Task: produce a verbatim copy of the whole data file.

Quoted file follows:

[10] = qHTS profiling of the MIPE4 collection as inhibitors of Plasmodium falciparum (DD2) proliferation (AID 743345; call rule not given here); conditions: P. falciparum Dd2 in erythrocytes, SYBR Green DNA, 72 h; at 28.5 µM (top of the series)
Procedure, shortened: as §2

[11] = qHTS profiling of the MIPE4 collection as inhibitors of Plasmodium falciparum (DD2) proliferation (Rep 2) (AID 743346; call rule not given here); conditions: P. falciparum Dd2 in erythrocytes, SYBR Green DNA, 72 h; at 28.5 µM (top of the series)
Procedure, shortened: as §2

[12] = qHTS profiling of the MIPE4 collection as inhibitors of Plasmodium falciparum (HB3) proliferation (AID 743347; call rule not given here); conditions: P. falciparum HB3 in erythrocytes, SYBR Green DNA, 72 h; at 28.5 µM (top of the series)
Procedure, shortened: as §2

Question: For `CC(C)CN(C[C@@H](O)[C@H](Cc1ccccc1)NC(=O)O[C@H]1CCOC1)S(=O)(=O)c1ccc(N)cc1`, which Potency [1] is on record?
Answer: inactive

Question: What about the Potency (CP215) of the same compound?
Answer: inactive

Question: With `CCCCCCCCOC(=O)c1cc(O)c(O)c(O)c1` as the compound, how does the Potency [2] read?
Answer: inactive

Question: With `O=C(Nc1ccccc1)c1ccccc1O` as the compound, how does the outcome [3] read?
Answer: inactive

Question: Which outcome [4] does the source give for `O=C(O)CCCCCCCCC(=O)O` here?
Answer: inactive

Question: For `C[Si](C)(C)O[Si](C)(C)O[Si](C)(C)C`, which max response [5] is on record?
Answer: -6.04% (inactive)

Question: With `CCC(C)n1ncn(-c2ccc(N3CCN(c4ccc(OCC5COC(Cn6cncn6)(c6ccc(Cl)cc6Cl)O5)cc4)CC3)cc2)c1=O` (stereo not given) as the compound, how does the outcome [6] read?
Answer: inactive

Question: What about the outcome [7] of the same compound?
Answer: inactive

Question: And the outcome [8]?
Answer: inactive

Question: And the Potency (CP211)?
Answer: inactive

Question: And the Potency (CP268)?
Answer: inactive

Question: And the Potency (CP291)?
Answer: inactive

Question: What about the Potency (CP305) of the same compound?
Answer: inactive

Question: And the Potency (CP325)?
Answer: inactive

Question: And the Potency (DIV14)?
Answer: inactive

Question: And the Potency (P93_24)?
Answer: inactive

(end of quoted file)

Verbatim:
[10] = qHTS profiling of the MIPE4 collection as inhibitors of Plasmodium falciparum (DD2) proliferation (AID 743345; call rule not given here); conditions: P. falciparum Dd2 in erythrocytes, SYBR Green DNA, 72 h; at 28.5 µM (top of the series)
Procedure, shortened: as §2

[11] = qHTS profiling of the MIPE4 collection as inhibitors of Plasmodium falciparum (DD2) proliferation (Rep 2) (AID 743346; call rule not given here); conditions: P. falciparum Dd2 in erythrocytes, SYBR Green DNA, 72 h; at 28.5 µM (top of the series)
Procedure, shortened: as §2

[12] = qHTS profiling of the MIPE4 collection as inhibitors of Plasmodium falciparum (HB3) proliferation (AID 743347; call rule not given here); conditions: P. falciparum HB3 in erythrocytes, SYBR Green DNA, 72 h; at 28.5 µM (top of the series)
Procedure, shortened: as §2

Question: For `CC(C)CN(C[C@@H](O)[C@H](Cc1ccccc1)NC(=O)O[C@H]1CCOC1)S(=O)(=O)c1ccc(N)cc1`, which Potency [1] is on record?
Answer: inactive

Question: What about the Potency (CP215) of the same compound?
Answer: inactive

Question: With `CCCCCCCCOC(=O)c1cc(O)c(O)c(O)c1` as the compound, how does the Potency [2] read?
Answer: inactive

Question: With `O=C(Nc1ccccc1)c1ccccc1O` as the compound, how does the outcome [3] read?
Answer: inactive

Question: Which outcome [4] does the source give for `O=C(O)CCCCCCCCC(=O)O` here?
Answer: inactive

Question: For `C[Si](C)(C)O[Si](C)(C)O[Si](C)(C)C`, which max response [5] is on record?
Answer: -6.04% (inactive)

Question: With `CCC(C)n1ncn(-c2ccc(N3CCN(c4ccc(OCC5COC(Cn6cncn6)(c6ccc(Cl)cc6Cl)O5)cc4)CC3)cc2)c1=O` (stereo not given) as the compound, how does the outcome [6] read?
Answer: inactive

Question: What about the outcome [7] of the same compound?
Answer: inactive

Question: And the outcome [8]?
Answer: inactive

Question: And the Potency (CP211)?
Answer: inactive

Question: And the Potency (CP268)?
Answer: inactive

Question: And the Potency (CP291)?
Answer: inactive

Question: What about the Potency (CP305) of the same compound?
Answer: inactive

Question: And the Potency (CP325)?
Answer: inactive

Question: And the Potency (DIV14)?
Answer: inactive

Question: And the Potency (P93_24)?
Answer: inactive